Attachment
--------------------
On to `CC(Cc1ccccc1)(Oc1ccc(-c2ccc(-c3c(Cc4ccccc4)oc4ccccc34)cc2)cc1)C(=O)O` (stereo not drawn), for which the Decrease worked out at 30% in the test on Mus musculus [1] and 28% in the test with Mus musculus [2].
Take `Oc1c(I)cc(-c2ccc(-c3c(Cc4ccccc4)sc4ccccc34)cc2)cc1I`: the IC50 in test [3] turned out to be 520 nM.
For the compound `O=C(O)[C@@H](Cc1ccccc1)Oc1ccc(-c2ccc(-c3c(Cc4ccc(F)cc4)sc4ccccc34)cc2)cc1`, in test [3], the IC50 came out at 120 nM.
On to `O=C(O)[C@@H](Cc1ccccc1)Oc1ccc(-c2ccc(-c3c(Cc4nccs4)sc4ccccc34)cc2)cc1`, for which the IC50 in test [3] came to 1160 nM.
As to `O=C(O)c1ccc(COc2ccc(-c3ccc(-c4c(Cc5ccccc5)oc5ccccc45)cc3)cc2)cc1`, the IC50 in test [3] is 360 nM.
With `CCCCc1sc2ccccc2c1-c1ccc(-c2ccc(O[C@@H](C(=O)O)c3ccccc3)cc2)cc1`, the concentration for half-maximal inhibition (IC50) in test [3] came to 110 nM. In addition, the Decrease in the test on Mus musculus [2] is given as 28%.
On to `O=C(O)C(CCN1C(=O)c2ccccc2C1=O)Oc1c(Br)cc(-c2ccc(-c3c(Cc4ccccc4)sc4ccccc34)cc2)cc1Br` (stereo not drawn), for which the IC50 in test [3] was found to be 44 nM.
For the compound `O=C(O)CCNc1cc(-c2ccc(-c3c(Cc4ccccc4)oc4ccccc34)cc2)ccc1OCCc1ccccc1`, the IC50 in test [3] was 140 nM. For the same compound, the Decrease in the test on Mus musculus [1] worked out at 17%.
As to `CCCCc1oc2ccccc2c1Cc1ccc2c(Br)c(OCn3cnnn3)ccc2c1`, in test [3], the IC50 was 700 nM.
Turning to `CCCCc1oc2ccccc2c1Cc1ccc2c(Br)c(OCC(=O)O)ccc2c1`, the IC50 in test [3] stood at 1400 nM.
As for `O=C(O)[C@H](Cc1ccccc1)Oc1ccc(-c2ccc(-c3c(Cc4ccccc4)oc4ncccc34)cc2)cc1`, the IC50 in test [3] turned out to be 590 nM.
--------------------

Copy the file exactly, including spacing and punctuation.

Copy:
On to `CC(Cc1ccccc1)(Oc1ccc(-c2ccc(-c3c(Cc4ccccc4)oc4ccccc34)cc2)cc1)C(=O)O` (stereo not drawn), for which the Decrease worked out at 30% in the test on Mus musculus [1] and 28% in the test with Mus musculus [2].
Take `Oc1c(I)cc(-c2ccc(-c3c(Cc4ccccc4)sc4ccccc34)cc2)cc1I`: the IC50 in test [3] turned out to be 520 nM.
For the compound `O=C(O)[C@@H](Cc1ccccc1)Oc1ccc(-c2ccc(-c3c(Cc4ccc(F)cc4)sc4ccccc34)cc2)cc1`, in test [3], the IC50 came out at 120 nM.
On to `O=C(O)[C@@H](Cc1ccccc1)Oc1ccc(-c2ccc(-c3c(Cc4nccs4)sc4ccccc34)cc2)cc1`, for which the IC50 in test [3] came to 1160 nM.
As to `O=C(O)c1ccc(COc2ccc(-c3ccc(-c4c(Cc5ccccc5)oc5ccccc45)cc3)cc2)cc1`, the IC50 in test [3] is 360 nM.
With `CCCCc1sc2ccccc2c1-c1ccc(-c2ccc(O[C@@H](C(=O)O)c3ccccc3)cc2)cc1`, the concentration for half-maximal inhibition (IC50) in test [3] came to 110 nM. In addition, the Decrease in the test on Mus musculus [2] is given as 28%.
On to `O=C(O)C(CCN1C(=O)c2ccccc2C1=O)Oc1c(Br)cc(-c2ccc(-c3c(Cc4ccccc4)sc4ccccc34)cc2)cc1Br` (stereo not drawn), for which the IC50 in test [3] was found to be 44 nM.
For the compound `O=C(O)CCNc1cc(-c2ccc(-c3c(Cc4ccccc4)oc4ccccc34)cc2)ccc1OCCc1ccccc1`, the IC50 in test [3] was 140 nM. For the same compound, the Decrease in the test on Mus musculus [1] worked out at 17%.
As to `CCCCc1oc2ccccc2c1Cc1ccc2c(Br)c(OCn3cnnn3)ccc2c1`, in test [3], the IC50 was 700 nM.
Turning to `CCCCc1oc2ccccc2c1Cc1ccc2c(Br)c(OCC(=O)O)ccc2c1`, the IC50 in test [3] stood at 1400 nM.
As for `O=C(O)[C@H](Cc1ccccc1)Oc1ccc(-c2ccc(-c3c(Cc4ccccc4)oc4ncccc34)cc2)cc1`, the IC50 in test [3] turned out to be 590 nM.